2. Predictability

It is impossible NOT to predict what is going to happen in We Bought a Zoo. Even if you try your hardest not to follow the cliches Hollywood has been training us for years to respond to, your brain will do it subconsciously for you, making We Bought a Zoo painful to watch. I don’t want to spoil the film for you, but just imagine these scenes in the most stereotypical script ever and tell me, which option you think Cameron Crowe has chosen to go with:

1. Benjamin Mee has been spending too much money in order to develop the zoo. One of the members of the crew discovers it and backfires him against everyone else in the team. It seems like ‘the adventure’ is over and Mee has to pack his stuff and sell the zoo. What happens next?

a) Mee sells the zoo

b) Mee takes a bank loan, however, his team becomes sceptical towards him

c) Mee discovers that his dead wife left him the money in case a situation like this happens. And it’s almost million dollars!

2. Dylan (Mee’s son) is an asshole. One of the girls working at the zoo, Lily really likes him. She brings him sandwiches every day and tries to get into any sort of conversation with him. Dylan, however, keeps ignoring her and being a total dick towards her. When he reveals to her that he can’t wait to go back to live in the city, the girl’s heart is broken. But can two people of the opposite sex but the same age NOT be together?

a) yes, Dylan and Lily never get on together. Because he obviously wasn’t interested and she is only thirteen, they find themselves other partners and live happily ever after.

b) Dylan realises that Lily is a nice girl, however, because he broke her heart, she doesn’t want to talk to him ever again.

c) Dylan expresses his sudden love towards Lily and they live happily ever after!

3.The zoo cannot be open unless it is accepted by the inspector, who is of course, the devil himself. His mission in life seems to be to destroy people’s dream and to be a total asshole. So…does he approve of the zoo?

a) No, the zoo still does not fulfil his mad requirements.

b) Yes, he just signs the papers and leaves.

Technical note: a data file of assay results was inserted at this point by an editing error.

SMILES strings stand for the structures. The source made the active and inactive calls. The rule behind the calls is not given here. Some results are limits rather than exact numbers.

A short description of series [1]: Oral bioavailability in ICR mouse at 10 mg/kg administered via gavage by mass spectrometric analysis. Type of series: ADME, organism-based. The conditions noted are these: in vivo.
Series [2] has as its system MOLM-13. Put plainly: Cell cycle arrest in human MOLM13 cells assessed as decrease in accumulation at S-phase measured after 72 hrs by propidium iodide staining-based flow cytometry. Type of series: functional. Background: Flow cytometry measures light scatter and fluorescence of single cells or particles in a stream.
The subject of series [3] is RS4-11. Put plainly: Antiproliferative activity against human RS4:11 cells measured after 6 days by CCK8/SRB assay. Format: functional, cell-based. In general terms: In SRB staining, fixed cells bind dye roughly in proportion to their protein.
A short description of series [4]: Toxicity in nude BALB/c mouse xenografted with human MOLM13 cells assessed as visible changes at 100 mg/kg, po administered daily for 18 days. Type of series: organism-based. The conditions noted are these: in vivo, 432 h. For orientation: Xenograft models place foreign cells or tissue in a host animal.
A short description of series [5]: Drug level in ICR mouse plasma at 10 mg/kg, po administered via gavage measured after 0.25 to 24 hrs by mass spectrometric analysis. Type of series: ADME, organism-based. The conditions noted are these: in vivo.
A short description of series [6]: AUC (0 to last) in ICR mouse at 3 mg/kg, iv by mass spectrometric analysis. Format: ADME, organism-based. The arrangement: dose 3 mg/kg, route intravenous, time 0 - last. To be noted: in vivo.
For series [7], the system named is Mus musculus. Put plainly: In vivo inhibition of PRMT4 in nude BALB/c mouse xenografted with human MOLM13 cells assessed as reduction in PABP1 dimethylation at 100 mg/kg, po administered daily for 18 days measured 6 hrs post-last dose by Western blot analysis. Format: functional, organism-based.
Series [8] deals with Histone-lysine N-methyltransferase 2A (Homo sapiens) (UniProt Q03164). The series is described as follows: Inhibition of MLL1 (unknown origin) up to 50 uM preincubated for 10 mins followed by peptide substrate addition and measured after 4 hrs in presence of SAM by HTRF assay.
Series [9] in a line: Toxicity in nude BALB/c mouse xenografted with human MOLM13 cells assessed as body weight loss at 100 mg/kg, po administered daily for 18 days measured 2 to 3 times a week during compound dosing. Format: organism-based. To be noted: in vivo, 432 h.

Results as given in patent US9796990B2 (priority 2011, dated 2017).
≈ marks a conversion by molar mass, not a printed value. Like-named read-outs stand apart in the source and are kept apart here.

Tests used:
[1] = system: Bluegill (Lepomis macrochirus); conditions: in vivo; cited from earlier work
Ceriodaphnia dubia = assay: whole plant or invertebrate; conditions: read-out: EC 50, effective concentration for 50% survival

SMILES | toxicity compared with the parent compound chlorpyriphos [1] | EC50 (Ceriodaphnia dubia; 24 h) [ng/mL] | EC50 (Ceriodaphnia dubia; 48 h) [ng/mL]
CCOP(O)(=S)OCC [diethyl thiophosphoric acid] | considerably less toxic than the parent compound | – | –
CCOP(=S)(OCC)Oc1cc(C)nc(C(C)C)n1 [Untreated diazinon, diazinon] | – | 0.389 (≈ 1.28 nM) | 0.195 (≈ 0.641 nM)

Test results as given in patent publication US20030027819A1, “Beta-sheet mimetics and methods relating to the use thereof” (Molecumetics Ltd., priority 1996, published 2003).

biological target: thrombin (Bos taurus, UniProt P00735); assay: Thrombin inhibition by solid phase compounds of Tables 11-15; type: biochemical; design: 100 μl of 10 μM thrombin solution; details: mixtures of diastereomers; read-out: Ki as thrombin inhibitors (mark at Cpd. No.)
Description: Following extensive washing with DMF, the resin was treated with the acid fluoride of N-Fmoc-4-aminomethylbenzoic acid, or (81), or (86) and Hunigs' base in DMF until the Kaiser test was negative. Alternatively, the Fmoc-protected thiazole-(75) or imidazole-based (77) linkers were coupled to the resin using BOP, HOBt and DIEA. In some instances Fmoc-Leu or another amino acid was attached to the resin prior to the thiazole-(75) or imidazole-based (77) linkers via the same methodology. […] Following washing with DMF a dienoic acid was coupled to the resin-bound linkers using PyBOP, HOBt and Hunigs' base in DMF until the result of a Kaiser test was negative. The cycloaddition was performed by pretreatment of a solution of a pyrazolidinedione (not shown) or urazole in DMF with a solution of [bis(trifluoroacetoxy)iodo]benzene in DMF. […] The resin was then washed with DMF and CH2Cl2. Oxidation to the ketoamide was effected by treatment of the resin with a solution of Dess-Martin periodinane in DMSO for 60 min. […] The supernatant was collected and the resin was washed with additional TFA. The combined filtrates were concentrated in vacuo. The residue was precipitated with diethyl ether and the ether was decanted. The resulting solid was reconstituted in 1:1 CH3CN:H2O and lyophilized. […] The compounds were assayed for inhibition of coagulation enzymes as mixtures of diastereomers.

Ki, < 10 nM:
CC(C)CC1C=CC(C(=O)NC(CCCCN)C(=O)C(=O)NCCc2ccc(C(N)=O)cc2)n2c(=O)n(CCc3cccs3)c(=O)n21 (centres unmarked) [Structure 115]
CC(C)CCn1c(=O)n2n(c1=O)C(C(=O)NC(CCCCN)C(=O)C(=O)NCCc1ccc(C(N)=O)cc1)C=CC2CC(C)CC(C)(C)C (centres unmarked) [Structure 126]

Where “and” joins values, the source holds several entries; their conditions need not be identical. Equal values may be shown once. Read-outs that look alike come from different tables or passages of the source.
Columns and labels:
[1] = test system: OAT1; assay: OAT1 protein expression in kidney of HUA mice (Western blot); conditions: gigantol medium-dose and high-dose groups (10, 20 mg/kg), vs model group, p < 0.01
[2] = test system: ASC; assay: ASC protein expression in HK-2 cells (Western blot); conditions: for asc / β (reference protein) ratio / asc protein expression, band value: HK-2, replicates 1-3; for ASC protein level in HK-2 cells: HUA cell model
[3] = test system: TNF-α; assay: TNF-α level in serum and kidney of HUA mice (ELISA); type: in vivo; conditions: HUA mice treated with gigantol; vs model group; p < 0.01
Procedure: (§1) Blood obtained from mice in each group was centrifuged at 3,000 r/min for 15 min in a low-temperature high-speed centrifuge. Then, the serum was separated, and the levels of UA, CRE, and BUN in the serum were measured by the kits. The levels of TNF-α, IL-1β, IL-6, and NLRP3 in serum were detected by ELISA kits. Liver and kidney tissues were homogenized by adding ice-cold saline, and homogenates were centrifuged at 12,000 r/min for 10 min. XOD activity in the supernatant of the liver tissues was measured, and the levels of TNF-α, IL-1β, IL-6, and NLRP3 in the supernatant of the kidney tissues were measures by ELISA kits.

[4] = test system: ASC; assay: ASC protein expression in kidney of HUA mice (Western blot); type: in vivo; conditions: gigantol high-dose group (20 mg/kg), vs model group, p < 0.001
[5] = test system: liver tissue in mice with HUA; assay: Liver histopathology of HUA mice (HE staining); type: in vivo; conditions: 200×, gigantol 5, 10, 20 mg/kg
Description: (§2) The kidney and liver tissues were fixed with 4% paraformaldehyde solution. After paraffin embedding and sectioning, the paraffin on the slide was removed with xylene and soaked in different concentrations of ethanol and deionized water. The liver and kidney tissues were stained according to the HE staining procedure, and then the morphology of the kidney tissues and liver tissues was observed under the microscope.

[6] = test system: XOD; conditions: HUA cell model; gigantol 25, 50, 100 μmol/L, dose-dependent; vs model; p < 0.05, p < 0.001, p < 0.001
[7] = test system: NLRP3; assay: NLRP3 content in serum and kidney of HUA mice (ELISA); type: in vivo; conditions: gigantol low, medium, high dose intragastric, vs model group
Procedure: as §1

c) Being touched by the supposedly super cute Mee’s daughter who says that everyone calls him a dick, but she doesn’t believe it, he decides to approve of the zoo and turns out not to be so evil after all.

If you managed to answer all of these questions, I am sure you know what I am talking about….Being so cliche, We Bought a Zoo fails to feel realistic, and it was suppose to be based on the true story after all.

3. The Truth

I watched We Bought a Zoo at the press screening with Q&A. The guest was Benjamin Mee himself, who was discussing the similarities between the movie and the reality, the zoo itself and the story behind it. It turns out that what was left from his own experience was the fact that he bought a zoo without knowing anything about it.

Benjamin Mee is English and his zoo is in England. He is extremely positive, charming and witty man who lives a great life that is fascinating to learn about. Although he was extremely happy with the fact that he was being played by Matt Damon, you could tell that so many things about the film were far from the reality, that he doesn’t really treat it as personally as he could. I must say, his own story seems to be so much more touching, more humane, more unique and simply more interesting. If We Bought a Zoo was a documentary, it would probably be the best documentary of the year. Unfortunately, Hollywood wanted differently. And Hollywood got what he wanted. But I didn’t.

 

Maybe these are the films waiting for me to review them…